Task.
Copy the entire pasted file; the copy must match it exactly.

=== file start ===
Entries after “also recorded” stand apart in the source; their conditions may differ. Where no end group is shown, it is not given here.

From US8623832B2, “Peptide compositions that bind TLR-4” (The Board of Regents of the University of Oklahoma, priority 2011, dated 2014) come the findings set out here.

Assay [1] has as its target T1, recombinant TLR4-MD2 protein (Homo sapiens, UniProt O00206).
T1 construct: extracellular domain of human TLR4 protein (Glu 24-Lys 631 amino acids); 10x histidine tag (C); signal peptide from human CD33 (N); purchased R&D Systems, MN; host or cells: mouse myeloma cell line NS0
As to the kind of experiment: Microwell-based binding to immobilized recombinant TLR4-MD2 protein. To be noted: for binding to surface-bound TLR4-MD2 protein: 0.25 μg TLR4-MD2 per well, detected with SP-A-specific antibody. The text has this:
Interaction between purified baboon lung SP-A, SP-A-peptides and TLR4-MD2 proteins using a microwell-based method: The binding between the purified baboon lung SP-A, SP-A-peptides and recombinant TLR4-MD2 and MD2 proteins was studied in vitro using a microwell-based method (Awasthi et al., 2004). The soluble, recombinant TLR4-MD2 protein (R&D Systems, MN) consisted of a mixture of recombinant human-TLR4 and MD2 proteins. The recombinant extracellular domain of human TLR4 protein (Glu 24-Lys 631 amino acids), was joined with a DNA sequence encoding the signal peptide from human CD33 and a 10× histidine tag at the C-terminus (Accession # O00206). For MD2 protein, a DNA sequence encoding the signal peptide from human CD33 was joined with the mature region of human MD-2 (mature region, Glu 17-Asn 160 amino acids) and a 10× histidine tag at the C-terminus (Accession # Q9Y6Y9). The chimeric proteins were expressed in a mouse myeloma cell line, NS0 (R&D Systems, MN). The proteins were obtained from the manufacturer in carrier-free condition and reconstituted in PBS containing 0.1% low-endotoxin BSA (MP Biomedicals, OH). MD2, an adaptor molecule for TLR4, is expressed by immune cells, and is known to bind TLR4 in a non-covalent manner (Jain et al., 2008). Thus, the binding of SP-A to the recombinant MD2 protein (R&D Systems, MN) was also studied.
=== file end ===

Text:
Entries after “also recorded” stand apart in the source; their conditions may differ. Where no end group is shown, it is not given here.

From US8623832B2, “Peptide compositions that bind TLR-4” (The Board of Regents of the University of Oklahoma, priority 2011, dated 2014) come the findings set out here.

Assay [1] has as its target T1, recombinant TLR4-MD2 protein (Homo sapiens, UniProt O00206).
T1 construct: extracellular domain of human TLR4 protein (Glu 24-Lys 631 amino acids); 10x histidine tag (C); signal peptide from human CD33 (N); purchased R&D Systems, MN; host or cells: mouse myeloma cell line NS0
As to the kind of experiment: Microwell-based binding to immobilized recombinant TLR4-MD2 protein. To be noted: for binding to surface-bound TLR4-MD2 protein: 0.25 μg TLR4-MD2 per well, detected with SP-A-specific antibody. The text has this:
Interaction between purified baboon lung SP-A, SP-A-peptides and TLR4-MD2 proteins using a microwell-based method: The binding between the purified baboon lung SP-A, SP-A-peptides and recombinant TLR4-MD2 and MD2 proteins was studied in vitro using a microwell-based method (Awasthi et al., 2004). The soluble, recombinant TLR4-MD2 protein (R&D Systems, MN) consisted of a mixture of recombinant human-TLR4 and MD2 proteins. The recombinant extracellular domain of human TLR4 protein (Glu 24-Lys 631 amino acids), was joined with a DNA sequence encoding the signal peptide from human CD33 and a 10× histidine tag at the C-terminus (Accession # O00206). For MD2 protein, a DNA sequence encoding the signal peptide from human CD33 was joined with the mature region of human MD-2 (mature region, Glu 17-Asn 160 amino acids) and a 10× histidine tag at the C-terminus (Accession # Q9Y6Y9). The chimeric proteins were expressed in a mouse myeloma cell line, NS0 (R&D Systems, MN). The proteins were obtained from the manufacturer in carrier-free condition and reconstituted in PBS containing 0.1% low-endotoxin BSA (MP Biomedicals, OH). MD2, an adaptor molecule for TLR4, is expressed by immune cells, and is known to bind TLR4 in a non-covalent manner (Jain et al., 2008). Thus, the binding of SP-A to the recombinant MD2 protein (R&D Systems, MN) was also studied.